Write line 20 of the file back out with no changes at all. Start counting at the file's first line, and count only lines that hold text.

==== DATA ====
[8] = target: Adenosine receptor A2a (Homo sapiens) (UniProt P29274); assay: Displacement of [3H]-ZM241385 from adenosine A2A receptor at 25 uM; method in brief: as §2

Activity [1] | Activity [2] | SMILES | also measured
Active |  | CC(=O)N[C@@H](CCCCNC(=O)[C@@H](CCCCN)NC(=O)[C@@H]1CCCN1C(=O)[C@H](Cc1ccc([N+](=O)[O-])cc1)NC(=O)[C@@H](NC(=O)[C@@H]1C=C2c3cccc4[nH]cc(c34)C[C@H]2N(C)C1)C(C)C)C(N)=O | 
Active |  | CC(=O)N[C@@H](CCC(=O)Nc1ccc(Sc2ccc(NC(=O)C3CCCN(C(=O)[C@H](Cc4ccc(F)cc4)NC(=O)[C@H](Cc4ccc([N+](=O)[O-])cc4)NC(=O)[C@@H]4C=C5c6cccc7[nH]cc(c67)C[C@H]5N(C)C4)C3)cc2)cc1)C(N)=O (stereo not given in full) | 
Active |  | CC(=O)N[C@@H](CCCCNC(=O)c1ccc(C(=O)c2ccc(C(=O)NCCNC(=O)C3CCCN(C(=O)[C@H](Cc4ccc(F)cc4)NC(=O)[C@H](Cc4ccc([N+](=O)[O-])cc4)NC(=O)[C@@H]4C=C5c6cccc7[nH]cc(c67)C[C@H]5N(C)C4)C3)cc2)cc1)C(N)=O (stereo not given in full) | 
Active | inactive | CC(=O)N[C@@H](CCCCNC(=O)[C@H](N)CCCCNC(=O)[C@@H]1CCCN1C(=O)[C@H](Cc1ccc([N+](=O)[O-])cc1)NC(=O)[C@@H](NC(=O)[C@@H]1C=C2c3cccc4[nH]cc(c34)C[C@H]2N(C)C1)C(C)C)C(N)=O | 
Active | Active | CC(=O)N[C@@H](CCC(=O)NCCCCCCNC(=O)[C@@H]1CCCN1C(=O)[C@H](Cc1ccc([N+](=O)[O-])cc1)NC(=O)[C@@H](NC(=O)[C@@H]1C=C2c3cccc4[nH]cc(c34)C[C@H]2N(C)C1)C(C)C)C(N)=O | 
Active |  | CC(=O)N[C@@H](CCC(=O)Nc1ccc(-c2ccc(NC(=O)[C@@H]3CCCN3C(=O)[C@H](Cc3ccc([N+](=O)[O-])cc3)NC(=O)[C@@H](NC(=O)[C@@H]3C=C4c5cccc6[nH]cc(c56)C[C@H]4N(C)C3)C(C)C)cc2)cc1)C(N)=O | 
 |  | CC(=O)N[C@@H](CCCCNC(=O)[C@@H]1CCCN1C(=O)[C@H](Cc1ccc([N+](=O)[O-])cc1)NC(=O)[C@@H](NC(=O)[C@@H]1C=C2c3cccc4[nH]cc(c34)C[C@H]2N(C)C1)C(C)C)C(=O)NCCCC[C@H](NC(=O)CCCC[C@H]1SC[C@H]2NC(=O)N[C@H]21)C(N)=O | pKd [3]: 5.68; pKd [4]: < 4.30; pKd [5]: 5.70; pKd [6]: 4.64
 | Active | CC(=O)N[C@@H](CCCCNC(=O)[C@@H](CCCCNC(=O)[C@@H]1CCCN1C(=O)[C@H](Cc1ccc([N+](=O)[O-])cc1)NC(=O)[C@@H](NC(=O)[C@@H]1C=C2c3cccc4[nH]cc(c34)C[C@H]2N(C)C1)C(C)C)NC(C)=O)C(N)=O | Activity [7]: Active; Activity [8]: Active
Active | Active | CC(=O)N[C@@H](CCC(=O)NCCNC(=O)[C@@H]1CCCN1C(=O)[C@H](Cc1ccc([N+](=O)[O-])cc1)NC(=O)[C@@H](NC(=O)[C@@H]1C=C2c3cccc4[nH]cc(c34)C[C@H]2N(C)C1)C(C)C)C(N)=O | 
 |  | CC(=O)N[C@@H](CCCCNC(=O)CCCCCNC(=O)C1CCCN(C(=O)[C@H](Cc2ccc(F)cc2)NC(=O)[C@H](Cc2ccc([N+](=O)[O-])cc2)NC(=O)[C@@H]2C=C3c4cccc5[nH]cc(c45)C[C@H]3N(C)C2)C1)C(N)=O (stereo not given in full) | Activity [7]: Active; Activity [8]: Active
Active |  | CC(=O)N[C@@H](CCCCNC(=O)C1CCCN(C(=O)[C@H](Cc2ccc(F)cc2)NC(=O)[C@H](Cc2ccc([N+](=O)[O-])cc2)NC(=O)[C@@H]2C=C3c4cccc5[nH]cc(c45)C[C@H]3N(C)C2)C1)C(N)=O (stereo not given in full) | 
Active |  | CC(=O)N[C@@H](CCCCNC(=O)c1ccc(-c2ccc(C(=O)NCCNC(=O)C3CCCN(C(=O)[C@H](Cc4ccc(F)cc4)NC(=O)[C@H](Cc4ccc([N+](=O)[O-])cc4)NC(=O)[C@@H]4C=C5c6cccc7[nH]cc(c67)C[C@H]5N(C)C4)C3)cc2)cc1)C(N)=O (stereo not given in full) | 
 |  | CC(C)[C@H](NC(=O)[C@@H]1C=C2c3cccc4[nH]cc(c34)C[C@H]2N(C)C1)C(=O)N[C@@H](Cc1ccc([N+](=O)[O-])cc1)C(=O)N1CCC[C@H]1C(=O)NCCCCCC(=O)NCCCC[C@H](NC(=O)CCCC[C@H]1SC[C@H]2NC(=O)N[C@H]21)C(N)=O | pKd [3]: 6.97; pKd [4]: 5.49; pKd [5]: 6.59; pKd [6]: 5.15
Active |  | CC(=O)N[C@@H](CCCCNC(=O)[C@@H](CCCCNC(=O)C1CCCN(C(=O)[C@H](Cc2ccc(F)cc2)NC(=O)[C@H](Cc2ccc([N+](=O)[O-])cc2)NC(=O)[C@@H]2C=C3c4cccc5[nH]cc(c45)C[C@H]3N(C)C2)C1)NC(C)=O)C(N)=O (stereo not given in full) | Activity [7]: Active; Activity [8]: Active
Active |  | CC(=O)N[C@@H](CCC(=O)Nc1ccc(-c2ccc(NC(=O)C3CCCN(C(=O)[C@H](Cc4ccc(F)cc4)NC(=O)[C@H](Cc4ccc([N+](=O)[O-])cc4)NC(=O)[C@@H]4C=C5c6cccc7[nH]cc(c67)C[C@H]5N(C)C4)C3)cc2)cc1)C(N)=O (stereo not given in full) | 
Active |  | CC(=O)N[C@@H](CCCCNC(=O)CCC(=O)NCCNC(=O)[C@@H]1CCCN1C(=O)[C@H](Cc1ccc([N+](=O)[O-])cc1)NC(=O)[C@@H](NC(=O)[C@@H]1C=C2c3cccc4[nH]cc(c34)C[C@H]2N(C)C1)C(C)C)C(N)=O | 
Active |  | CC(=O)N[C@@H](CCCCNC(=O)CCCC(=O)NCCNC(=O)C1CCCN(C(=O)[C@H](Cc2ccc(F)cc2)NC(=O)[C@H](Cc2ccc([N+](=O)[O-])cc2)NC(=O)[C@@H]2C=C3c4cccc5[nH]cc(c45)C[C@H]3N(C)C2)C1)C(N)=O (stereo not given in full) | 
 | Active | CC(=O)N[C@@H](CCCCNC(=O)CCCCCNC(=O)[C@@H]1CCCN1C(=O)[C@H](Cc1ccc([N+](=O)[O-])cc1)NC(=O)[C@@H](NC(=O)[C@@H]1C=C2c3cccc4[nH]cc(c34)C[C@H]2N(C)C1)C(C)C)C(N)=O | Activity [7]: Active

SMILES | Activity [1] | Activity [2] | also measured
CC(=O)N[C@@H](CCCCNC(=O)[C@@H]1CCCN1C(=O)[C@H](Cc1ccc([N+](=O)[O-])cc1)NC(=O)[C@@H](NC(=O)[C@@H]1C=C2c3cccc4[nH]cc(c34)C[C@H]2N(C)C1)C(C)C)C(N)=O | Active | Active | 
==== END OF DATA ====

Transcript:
 | Active | CC(=O)N[C@@H](CCCCNC(=O)CCCCCNC(=O)[C@@H]1CCCN1C(=O)[C@H](Cc1ccc([N+](=O)[O-])cc1)NC(=O)[C@@H](NC(=O)[C@@H]1C=C2c3cccc4[nH]cc(c34)C[C@H]2N(C)C1)C(C)C)C(N)=O | Activity [7]: Active